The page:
IKTT (Institute for Khmer Traditional Textiles), from SiemReap Cambodia
IKTT (Institute for Khmer Traditional Textiles), from SiemReap Cambodia

Project of "Wisdom from Forest" in Siem Reap

In the tropical monsoon climatic zone, lies the country of Cambodia. Siem Reap is a town known for the country's famous remains of the Angkor dynasty. And behind the Angkor remains stands Mt. Kulen, which also embraces a number of other historical remains. Here, one can sense the nature that had fostered the Angkor dynasty over several hundred years, and the spiritual environment of Khmer culture. This mountain has also nourished natural forests typical to the tropical monsoon climate. Regrettably, however, the rich nature is being endangered as a result of heavy deforestation.

The civil war, which broke out in 1970, has left deep scars on the society and culture of Cambodia. Although peace has been gradually brought back to the villages, there remains a much more difficult task. It is not an easy process to restore the traditional culture once the basic structure of the society, a conventional rice growing society that had maintained the Khmer culture, was seriously damaged.

Silk textiles, whose restoration and revitalization of the related industries are what the Institute for Khmer Traditional Textiles have been committed to, are one of the most typical modes of traditional Cambodian culture. Before war time, cottons were raised in Cambodian villages, and silkworms as well for producing raw silk. A complete self-sustained system of textile production was built within the village, where everything related to the industry was available: from raw materials for yarns to natural dyes such as indigo or "lac" insects, as well as woods to be used as tools and machines.

Of particular significance among these are the lac insects. Their nests have been used for dyeing the red color, one that is distinctive to the Cambodian ikat, and this technique is a traditional wisdom of Cambodian villagers that has come down from their ancestors of the Angkor period. Lacs were traded as one of the valuable goods from the forest in the old days, and were exported to Europe during the French colonial period. In the middle of war, however, lacs became extinct in Cambodia. To raise them, there needs to be a forest, that does not have to be of such a large size but enough to maintain the favorable temperature for the insects. In the vortex of war, the natural environment was severely destroyed and such forests were no exception, thus lead to the dying out of lacs.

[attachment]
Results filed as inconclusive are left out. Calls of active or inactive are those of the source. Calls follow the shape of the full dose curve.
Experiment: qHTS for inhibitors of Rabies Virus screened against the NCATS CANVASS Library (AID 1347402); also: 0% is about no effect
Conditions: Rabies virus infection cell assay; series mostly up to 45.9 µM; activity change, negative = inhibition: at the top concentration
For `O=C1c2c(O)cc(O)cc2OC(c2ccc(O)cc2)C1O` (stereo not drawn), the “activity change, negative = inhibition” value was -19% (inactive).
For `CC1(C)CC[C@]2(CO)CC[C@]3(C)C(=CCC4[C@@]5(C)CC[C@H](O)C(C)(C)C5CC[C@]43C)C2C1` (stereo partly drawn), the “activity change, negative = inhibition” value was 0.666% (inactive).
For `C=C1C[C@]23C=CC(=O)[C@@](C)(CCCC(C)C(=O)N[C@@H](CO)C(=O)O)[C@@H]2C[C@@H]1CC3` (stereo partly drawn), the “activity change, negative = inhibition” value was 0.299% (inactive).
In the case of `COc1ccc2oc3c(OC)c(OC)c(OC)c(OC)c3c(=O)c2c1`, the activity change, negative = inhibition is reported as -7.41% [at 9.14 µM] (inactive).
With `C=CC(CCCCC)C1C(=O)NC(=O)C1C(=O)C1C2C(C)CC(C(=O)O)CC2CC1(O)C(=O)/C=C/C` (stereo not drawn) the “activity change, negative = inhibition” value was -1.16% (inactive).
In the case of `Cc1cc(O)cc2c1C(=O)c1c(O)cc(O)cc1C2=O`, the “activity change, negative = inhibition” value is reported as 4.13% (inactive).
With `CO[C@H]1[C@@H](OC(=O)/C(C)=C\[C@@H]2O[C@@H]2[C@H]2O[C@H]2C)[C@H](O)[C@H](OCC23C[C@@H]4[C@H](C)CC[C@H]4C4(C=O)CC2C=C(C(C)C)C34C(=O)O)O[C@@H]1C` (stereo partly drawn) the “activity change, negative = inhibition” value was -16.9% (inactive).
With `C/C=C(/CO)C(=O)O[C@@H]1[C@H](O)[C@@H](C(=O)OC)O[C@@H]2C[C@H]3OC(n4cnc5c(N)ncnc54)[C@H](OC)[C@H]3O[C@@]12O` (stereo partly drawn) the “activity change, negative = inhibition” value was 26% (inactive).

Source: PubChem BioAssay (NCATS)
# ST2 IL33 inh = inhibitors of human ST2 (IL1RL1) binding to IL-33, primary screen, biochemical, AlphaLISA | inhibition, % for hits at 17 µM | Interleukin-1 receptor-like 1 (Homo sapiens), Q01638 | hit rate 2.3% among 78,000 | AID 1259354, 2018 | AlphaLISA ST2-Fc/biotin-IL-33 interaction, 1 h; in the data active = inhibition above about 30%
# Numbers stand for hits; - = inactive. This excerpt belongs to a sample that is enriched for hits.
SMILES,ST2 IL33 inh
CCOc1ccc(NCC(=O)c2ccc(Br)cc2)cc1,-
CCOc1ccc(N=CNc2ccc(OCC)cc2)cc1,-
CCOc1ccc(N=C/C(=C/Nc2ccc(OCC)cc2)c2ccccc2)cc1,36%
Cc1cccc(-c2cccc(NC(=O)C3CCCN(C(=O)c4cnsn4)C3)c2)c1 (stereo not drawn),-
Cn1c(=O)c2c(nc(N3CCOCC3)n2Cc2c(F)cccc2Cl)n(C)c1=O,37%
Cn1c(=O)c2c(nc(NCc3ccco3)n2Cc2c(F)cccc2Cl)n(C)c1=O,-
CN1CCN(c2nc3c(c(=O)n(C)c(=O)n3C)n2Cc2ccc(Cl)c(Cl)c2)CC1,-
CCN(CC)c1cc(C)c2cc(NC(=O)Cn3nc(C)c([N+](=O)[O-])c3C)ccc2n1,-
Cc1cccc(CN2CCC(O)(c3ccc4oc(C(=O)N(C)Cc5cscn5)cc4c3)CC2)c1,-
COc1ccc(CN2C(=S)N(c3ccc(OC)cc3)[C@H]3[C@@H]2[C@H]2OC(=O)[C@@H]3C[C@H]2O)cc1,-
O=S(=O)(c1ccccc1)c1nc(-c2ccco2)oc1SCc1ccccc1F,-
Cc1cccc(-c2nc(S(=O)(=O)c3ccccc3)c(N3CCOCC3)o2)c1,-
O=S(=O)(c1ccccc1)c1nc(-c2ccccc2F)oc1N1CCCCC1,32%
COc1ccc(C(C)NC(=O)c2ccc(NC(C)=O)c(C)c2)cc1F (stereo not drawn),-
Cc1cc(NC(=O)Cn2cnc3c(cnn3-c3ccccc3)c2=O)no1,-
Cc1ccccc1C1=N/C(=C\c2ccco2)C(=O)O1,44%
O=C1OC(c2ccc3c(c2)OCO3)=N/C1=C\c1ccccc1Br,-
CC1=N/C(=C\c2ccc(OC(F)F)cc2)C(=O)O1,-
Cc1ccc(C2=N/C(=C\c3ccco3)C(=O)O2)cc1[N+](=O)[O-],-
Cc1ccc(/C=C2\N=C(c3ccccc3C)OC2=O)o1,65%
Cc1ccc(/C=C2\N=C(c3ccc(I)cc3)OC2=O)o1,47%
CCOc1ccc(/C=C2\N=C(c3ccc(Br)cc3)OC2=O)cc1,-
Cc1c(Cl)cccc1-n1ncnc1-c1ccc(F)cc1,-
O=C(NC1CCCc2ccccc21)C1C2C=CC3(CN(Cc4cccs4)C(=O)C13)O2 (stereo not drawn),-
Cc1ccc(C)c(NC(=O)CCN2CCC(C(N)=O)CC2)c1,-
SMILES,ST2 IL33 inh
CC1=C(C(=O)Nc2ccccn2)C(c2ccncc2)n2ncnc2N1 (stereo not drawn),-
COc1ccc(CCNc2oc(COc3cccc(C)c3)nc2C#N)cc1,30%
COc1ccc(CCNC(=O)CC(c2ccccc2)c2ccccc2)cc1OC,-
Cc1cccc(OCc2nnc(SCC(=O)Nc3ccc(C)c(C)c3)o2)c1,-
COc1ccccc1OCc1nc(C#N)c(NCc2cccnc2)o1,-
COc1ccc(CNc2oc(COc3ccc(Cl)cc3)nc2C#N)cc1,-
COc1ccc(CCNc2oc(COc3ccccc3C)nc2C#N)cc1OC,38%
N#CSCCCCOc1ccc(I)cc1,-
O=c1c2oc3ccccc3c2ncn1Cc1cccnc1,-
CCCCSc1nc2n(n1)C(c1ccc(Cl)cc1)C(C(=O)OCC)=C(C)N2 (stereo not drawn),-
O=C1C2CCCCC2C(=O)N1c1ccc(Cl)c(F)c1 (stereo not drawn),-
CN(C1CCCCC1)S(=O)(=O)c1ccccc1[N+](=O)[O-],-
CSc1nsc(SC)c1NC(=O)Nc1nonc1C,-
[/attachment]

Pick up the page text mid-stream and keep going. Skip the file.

The Institute for Khmer Traditional Textiles is now proposing a plan to regenerate a natural forest here in Siem Reap; a forest vital to the growth of lacs. The forest has also been the center of natural environment that has sustained the villagers' traditional lifestyle. Bringing back a small forest into what it once was--that is what we aim at by this project of "Wisdom from forest" in Siem Reap. But that is not the goal by itself. Our proposal includes establishment of a modest natural dye garden; meaning plants and trees and fruits, used as natural dye materials, are to be grown in the same forest. In other words, this is going to be a creation of a forest coexisting with human beings.

During the course of our activities in research and restoration of traditional textiles, on various occasions, we have learned that a tradition always exists with nature. Richness in tradition cannot stand without richness in nature. The lifestyle and culture of the people in this region have been supported largely by natural forests in the tropical monsoon climate and by rice farming. Based on this recognition, we have a plan to develop our project in yet another aspect. In the neighboring area to the "Traditional Forest", we plan to grow cotton and mulberry, and construct a small hamlet for restoring a range of Cambodian traditional crafts such as weaving, dyeing, bamboo work, woodwork, pottery, and so on. One of the purposes of building this hamlet is to convey to the next generation the abundance of traditional crafts that have lived with those tropical forests presently being endangered.

The whole scheme is called "Project of Wisdom from Forest". The initial term of the project is expected to be 5 years: the estimated time required by seeds to grow into saplings and take shape of a forest, in which lacs can survive.

In the past several years, the Institute for Khmer Traditional Textiles has been conducting a revival project of traditional sericulture with the Mulberry Trees Fund. We intend to make the best use of this experience in our new attempt.

For further information, please contact the institute at the below address/URL. Your kind support and cooperation will be greatly appreciated.

November 3, 2001
Kikuo Morimoto
Institute for Khmer Traditional Textiles
House No.472, Road to Lake
P.O.Box 9349, Siem Reap, Angkor CAMBODIA

update : April 22, 2004 5:32 PM

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